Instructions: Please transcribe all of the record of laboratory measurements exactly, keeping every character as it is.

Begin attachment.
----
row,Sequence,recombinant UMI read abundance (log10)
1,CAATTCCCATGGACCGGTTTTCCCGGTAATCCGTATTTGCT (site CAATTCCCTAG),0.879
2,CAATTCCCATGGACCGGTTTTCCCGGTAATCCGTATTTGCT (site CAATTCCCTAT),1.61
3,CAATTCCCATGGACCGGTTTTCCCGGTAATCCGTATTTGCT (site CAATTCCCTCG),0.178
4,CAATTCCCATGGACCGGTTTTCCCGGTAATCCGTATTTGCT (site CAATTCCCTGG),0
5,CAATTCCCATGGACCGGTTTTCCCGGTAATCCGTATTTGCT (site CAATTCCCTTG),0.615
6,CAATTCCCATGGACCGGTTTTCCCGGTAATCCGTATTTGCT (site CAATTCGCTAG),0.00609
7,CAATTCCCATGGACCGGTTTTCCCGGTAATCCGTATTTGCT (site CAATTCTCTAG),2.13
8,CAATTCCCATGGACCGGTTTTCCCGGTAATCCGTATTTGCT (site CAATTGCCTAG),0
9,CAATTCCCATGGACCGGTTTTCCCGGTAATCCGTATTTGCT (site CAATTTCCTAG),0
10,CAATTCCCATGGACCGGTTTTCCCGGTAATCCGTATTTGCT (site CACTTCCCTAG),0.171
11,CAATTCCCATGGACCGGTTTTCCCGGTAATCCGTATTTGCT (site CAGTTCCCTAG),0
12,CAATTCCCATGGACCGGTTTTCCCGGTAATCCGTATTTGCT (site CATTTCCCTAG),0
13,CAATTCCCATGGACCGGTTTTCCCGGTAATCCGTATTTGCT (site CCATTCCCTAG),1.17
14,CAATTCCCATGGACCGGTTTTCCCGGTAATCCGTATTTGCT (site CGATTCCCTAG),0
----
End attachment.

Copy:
row,Sequence,recombinant UMI read abundance (log10)
1,CAATTCCCATGGACCGGTTTTCCCGGTAATCCGTATTTGCT (site CAATTCCCTAG),0.879
2,CAATTCCCATGGACCGGTTTTCCCGGTAATCCGTATTTGCT (site CAATTCCCTAT),1.61
3,CAATTCCCATGGACCGGTTTTCCCGGTAATCCGTATTTGCT (site CAATTCCCTCG),0.178
4,CAATTCCCATGGACCGGTTTTCCCGGTAATCCGTATTTGCT (site CAATTCCCTGG),0
5,CAATTCCCATGGACCGGTTTTCCCGGTAATCCGTATTTGCT (site CAATTCCCTTG),0.615
6,CAATTCCCATGGACCGGTTTTCCCGGTAATCCGTATTTGCT (site CAATTCGCTAG),0.00609
7,CAATTCCCATGGACCGGTTTTCCCGGTAATCCGTATTTGCT (site CAATTCTCTAG),2.13
8,CAATTCCCATGGACCGGTTTTCCCGGTAATCCGTATTTGCT (site CAATTGCCTAG),0
9,CAATTCCCATGGACCGGTTTTCCCGGTAATCCGTATTTGCT (site CAATTTCCTAG),0
10,CAATTCCCATGGACCGGTTTTCCCGGTAATCCGTATTTGCT (site CACTTCCCTAG),0.171
11,CAATTCCCATGGACCGGTTTTCCCGGTAATCCGTATTTGCT (site CAGTTCCCTAG),0
12,CAATTCCCATGGACCGGTTTTCCCGGTAATCCGTATTTGCT (site CATTTCCCTAG),0
13,CAATTCCCATGGACCGGTTTTCCCGGTAATCCGTATTTGCT (site CCATTCCCTAG),1.17
14,CAATTCCCATGGACCGGTTTTCCCGGTAATCCGTATTTGCT (site CGATTCCCTAG),0